A day in the life of an athlete

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By Bekah Denny

Up at bat, Sophia McCann, 11, looks for a weak point in the outfield. Photo courtesy of Michael McCann
Up at bat, Sophia McCann, 11, looks for a weak point in the outfield. Photo courtesy of Michael McCann

An athlete’s life is profoundly different from any other run of the mill high school student’s. Most high schoolers eat whatever they want, sleep whenever they want, do their homework late at night just because they can, and get to head home when the last bell rings at 2:11. An athlete’s life is very different.

Sophia McCann, junior, is a varsity softball player and on the Rage club softball team.

McCann starts off her day by waking up at dawn to prepare for her long day. Composing her makeup and running down the stairs is how most days begin. She religiously makes protein shakes for breakfast with the occasional apple or banana. This starts her day off with some much needed energy and balances her diet with healthy fats and protein to help her muscles. She packs her softball bag to the brim with her equipment and anything else she will need during the long practices.

“I love that she plays her sport so wholeheartedly. It gives her twice the opportunity for scholarships, and it keeps her out of trouble,” Michael McCann, Sophia’s father, said.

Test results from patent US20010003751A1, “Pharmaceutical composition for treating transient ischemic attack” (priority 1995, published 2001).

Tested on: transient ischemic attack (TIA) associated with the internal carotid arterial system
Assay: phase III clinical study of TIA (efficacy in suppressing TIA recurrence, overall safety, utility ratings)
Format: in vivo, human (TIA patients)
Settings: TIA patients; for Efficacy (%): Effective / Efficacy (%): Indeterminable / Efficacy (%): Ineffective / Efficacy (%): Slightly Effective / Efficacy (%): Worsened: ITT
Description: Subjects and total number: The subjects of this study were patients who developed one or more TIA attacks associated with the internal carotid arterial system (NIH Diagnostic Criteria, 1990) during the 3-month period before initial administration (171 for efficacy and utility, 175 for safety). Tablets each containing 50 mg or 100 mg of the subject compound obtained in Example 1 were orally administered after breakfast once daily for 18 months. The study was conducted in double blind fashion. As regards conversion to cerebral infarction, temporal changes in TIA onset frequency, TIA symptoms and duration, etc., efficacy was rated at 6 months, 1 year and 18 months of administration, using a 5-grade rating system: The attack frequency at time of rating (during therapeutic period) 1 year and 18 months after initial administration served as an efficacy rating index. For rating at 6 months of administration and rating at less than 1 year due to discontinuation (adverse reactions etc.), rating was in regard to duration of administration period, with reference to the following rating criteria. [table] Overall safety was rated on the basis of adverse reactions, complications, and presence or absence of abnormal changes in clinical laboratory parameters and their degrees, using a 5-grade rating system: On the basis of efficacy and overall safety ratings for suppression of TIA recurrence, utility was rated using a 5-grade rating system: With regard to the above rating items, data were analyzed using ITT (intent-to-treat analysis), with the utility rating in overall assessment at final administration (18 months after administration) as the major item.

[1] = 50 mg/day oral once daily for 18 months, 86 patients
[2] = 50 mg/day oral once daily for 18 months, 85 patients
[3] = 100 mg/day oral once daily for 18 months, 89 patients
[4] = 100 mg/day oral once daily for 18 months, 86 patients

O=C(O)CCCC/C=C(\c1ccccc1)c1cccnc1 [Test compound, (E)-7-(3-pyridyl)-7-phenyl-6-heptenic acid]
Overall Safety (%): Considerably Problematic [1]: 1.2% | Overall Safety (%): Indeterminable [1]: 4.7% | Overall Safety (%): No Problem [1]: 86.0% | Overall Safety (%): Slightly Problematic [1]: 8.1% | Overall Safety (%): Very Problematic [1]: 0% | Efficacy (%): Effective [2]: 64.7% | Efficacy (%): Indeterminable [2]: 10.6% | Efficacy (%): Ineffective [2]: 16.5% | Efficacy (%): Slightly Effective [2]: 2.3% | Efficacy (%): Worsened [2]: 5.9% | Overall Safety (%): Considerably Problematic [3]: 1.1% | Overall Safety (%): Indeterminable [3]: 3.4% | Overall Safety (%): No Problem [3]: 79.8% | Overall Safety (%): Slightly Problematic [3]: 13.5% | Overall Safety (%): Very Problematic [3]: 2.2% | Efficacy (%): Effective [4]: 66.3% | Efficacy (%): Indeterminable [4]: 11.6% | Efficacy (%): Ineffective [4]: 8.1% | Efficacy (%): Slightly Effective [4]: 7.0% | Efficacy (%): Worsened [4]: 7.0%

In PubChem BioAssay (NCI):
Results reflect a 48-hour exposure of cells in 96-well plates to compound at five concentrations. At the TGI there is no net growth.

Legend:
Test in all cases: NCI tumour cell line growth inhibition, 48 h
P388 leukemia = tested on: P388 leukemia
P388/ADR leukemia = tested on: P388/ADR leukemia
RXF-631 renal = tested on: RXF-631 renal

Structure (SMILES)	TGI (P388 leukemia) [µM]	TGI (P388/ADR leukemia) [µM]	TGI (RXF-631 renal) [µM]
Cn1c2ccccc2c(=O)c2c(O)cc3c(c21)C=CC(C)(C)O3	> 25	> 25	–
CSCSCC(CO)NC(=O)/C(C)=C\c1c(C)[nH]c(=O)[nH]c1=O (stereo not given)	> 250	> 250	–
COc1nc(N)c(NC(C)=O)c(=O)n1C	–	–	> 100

McCann hustles to school and deals with the pressures of the everyday high school student. When the bell rings at the end of sixth period, she surges to the locker room to start her first practice of the day for the Coronado softball team. Practice consists of endless drills: batting, catching, running, and sliding to the base until the players become “one with the field.”

The Cougar’s practice lasts for about two and a half hours. When the practice concludes at 4:30, McCann dashes home to prepare for her club practice. McCann gets 10 minutes to change into her Rage uniform before she has to leave. During the 50-minute drive to her second practice, McCann eats and rests before her three and a half hour practice.

“My body gets really exhausted, but I manage to stay in good shape, and I make up for the loss of sleep on weekends,” McCann said.

At the end of the long day she comes home and spends three to five hours doing homework. On a normal night, McCann goes to bed between midnight and three a.m.

Athletes rely on a strong support network of friends, family, and team members to stay determined and be reminded of why they put themselves through this back-breaking work. McCann depends on the constant support of those around her, particularly her mom and dad.

“My family and friends are my biggest support group. My friends work to make our plans go with my schedule, and my family takes time off of work to fly or drive me to places for showcases. They never miss a game,” McCann said.

Because of her love for softball, she pushes herself to eat better, try harder in school, and be the best player she can be.

“I sometimes resent my sport because I’m not able to do things that a ‘normal’ teenager does, but then I realize that it will pay off, and the joy I get from playing makes it worth it. I wouldn’t trade it for anything,” McCann said.